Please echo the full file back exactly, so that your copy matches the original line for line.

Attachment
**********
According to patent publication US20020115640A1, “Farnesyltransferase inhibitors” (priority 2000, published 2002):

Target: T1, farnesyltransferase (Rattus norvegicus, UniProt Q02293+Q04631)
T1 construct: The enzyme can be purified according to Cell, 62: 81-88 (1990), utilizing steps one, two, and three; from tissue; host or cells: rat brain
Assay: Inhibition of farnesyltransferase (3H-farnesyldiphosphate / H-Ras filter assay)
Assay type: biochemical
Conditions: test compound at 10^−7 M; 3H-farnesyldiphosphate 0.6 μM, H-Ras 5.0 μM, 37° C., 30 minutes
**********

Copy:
According to patent publication US20020115640A1, “Farnesyltransferase inhibitors” (priority 2000, published 2002):

Target: T1, farnesyltransferase (Rattus norvegicus, UniProt Q02293+Q04631)
T1 construct: The enzyme can be purified according to Cell, 62: 81-88 (1990), utilizing steps one, two, and three; from tissue; host or cells: rat brain
Assay: Inhibition of farnesyltransferase (3H-farnesyldiphosphate / H-Ras filter assay)
Assay type: biochemical
Conditions: test compound at 10^−7 M; 3H-farnesyldiphosphate 0.6 μM, H-Ras 5.0 μM, 37° C., 30 minutes